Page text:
An Interview with Britt Ekland

britt ekland interview

Showbiz legend Britt Ekland is touring the UK in renowned stage play The Cat and the Canary. Ahead of the November leg in Leeds, she chats to @Roger Crow about that new production; classic films The Wicker Man, Get Carter, and The Man with the Golden Gun, and advice she would offer to her younger self.

Hi Britt. Tell us about your role, Mrs Pleasant, in The Cat and the Canary.
Well, I play the old housekeeper. I’ve lived in this mansion on Bodmin Moor alone for the last 20 years, and probably before that with a master for maybe 30 years. And she’s just waiting for the heiress to arrive and the lawyer. They do… and then it starts to become a little complicated.

The play has been performed a few times on stage and screen…
Yes. It was written by John Willard in 1920, and it was a silent movie. It was a movie with Bob Hope in 1933, and then it was a movie with one of the Foxes (Edward Fox in 1978).

The tour was on hold for a while, so it must be great to be back on stage.
Well we started rehearsals in 2019, and then we started in 2020. We managed to do maybe half a dozen shows and then suddenly we were shut down. Lockdown. So now after 18 months we’re back. It’s a fabulous feeling and just amazing that people… they really want to go out.

britt ekland interview cat and the canary

Britt Ekland as housekeeper Mrs Pleasant in The Cat and the Canary

“It was a little problematic”

It’s a fine cast, and great to see Coronation Street veteran Tracy Shaw in it as well.
Yes, it’s an ensemble. We like each other so from that point of view it’s fantastic.

The Man with the Golden Gun is one of my favourite Bond movies. Was it amazing to work on that classic?
Oh yes, it was such a privilege to be part of that kind of movie. I never truly understood at the time that it would have this kind of massive following still, and interest. It’s fantastic that it has this kind of following all over the world! What is endearing about particularly the films that were done in my time is that we didn’t have access to all the virtual experiences (CGI). Everything that happened was real. When the car flew over the river… They trained with an AMC car back in Detroit for months and months and months. If they were to do that today they would probably use a crane or something. That’s what I like. That they were so real.

And you were nearly caught in a massive explosion during the finale?
Well, before you do anything like that, the team goes through it with you and points out every single case where there is an explosive. You rehearse and rehearse. But then it gets too real, and I just did what any normal person would do. Throw myself on the ground and put my hands on my head. But I never managed to do that because Roger (Moore) pulled me up and dragged me along.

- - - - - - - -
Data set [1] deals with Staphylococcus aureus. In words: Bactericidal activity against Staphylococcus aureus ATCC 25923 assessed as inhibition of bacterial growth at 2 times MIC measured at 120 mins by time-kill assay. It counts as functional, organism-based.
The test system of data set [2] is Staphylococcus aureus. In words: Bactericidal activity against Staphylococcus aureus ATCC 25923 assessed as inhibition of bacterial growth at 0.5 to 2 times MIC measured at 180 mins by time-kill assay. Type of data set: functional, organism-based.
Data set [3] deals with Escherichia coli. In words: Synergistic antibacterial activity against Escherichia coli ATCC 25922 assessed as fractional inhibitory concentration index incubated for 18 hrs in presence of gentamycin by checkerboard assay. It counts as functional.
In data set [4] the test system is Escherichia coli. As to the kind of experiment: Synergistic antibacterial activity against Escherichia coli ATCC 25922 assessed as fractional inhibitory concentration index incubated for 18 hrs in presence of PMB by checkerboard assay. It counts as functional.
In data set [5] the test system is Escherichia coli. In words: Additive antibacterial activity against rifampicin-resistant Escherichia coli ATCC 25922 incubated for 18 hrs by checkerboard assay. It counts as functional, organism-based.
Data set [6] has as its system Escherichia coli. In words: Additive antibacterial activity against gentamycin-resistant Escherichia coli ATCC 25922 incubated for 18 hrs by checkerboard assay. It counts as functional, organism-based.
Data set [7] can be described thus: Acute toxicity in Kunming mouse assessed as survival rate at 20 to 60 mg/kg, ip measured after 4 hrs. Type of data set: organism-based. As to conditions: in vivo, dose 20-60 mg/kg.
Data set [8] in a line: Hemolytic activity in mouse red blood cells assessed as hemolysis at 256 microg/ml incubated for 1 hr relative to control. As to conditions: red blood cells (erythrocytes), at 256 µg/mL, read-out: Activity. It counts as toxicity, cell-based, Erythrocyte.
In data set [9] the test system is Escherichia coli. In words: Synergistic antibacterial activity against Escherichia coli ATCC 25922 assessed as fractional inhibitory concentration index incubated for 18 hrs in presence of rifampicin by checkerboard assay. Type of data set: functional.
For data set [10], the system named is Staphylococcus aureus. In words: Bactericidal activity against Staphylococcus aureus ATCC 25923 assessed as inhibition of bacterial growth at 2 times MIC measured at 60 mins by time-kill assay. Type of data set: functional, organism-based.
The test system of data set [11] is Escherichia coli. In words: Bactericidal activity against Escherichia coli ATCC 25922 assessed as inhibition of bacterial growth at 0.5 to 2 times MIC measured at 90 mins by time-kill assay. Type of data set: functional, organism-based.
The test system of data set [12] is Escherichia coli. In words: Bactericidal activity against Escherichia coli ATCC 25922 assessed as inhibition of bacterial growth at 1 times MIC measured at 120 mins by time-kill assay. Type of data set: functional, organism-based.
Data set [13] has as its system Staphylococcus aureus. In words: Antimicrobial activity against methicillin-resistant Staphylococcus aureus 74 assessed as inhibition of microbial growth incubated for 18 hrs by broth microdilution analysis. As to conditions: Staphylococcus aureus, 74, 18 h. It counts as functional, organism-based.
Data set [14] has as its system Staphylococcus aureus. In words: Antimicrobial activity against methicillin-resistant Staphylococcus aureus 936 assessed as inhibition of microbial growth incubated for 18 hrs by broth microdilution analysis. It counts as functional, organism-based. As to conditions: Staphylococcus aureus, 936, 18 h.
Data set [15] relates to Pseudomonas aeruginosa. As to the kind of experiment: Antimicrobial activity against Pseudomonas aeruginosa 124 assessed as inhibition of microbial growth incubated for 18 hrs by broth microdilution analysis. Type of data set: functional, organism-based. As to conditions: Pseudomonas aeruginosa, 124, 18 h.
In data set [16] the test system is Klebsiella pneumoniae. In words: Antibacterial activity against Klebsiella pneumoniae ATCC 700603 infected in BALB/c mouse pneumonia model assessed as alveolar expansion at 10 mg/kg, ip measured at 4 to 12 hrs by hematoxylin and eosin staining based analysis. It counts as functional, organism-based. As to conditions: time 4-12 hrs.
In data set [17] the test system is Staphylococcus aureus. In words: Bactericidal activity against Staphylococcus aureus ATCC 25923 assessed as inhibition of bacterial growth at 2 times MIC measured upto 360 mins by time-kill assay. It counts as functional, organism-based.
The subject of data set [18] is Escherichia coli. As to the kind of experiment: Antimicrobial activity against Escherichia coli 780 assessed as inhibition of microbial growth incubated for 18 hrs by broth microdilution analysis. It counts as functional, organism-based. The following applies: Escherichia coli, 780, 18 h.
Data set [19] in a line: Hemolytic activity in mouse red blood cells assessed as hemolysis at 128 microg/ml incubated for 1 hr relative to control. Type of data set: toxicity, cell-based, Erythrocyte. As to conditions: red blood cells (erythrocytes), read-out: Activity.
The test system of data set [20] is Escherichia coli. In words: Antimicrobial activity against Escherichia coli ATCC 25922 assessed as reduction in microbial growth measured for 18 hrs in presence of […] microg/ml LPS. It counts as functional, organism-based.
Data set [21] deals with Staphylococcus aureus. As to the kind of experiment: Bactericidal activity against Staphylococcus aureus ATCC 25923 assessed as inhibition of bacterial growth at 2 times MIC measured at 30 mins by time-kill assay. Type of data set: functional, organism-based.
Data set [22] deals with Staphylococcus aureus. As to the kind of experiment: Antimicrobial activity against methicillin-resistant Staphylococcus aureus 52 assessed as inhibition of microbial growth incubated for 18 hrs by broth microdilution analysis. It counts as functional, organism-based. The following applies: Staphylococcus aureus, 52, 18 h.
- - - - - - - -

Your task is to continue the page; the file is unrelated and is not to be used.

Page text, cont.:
The Wicker Man is another favourite movie. What are your memories?
Well it was a little problematic because halfway through I discovered I was pregnant, and they took in a double and shot the things I wouldn’t do. It wasn’t my most joyous experience, let’s put it that way. Having looked at it now, and the new version that came out, what was it, five years ago? It was remastered, and I took my youngest son to see it – he was 26 or 27. He loved it. He thought it was great. Whenever there is a “Best Horror” or “Scariest Horror”, it always, always, always comes up.

britt ekland interview bond

Starring opposite Roger Moore in The Man with the Golden Gun

“I thought it was brilliant”

How was it working with Michael Caine on Get Carter?
I never did. I mean we knew each other since the 60s. But everything I did, I shot in another room.

Of course, because it’s mostly a phone chat! The magic of editing.
Yes, I saw it about six or seven years ago. You know when they took the garage down? (Trinity Square Car Park in Gateshead was demolished in 2010). And I thought it was brilliant. Apart from the sideburns, it could’ve been today.

Which has been your favourite project?
Oh it’s very hard. I’ve diversified so incredibly much. I’ve never really followed one path. I’ve gone from films to TV to reality and back to theatre and more reality. I just think it’s wonderful to be able to work. To be still here and still doing it. And people will still come and see me. Which is the greatest honour and reward anyone can ask.

Finally, if you could offer yourself a piece of advice at 20, what would it be?
Not to be so hard on myself and not to always, always seek perfection.

Thanks for your time
Thank you.

The Cat and the Canary can be seen at Leeds Grand Theatre, from 23-27 Nov 2021


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